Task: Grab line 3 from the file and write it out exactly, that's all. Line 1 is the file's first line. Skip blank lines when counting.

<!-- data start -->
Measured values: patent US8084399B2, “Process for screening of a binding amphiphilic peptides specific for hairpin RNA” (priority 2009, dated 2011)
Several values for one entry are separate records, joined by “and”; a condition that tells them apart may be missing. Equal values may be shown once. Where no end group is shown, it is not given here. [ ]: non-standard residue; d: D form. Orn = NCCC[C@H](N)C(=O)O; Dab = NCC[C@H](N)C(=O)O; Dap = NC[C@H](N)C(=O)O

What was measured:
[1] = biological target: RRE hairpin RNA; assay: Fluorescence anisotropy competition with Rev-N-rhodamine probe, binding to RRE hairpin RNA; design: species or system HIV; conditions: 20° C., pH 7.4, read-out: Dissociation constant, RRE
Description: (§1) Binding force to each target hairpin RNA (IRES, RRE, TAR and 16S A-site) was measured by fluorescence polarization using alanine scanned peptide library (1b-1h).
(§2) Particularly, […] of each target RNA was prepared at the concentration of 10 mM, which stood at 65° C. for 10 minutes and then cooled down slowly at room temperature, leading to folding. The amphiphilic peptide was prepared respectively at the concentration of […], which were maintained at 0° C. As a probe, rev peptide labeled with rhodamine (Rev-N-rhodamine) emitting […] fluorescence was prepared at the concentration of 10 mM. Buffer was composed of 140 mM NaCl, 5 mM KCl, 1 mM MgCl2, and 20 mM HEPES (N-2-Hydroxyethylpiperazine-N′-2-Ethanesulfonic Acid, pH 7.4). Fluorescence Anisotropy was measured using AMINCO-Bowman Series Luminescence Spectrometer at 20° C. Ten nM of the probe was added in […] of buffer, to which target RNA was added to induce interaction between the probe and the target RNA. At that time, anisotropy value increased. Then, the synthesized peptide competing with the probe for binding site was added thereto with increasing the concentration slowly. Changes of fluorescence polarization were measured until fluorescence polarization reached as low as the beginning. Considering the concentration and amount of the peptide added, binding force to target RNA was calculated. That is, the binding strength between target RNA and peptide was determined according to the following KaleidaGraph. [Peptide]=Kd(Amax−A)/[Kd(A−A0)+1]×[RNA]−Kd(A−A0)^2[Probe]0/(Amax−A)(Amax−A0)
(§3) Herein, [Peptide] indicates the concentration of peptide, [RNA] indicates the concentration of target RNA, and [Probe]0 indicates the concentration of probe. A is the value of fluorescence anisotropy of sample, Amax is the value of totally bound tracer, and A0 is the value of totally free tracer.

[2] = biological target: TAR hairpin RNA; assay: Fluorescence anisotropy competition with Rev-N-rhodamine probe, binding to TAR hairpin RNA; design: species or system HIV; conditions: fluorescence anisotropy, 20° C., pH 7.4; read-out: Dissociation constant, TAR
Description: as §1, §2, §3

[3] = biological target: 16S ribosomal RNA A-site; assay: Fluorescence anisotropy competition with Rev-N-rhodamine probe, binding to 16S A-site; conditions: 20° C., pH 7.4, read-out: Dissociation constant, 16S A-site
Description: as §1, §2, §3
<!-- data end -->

What was measured: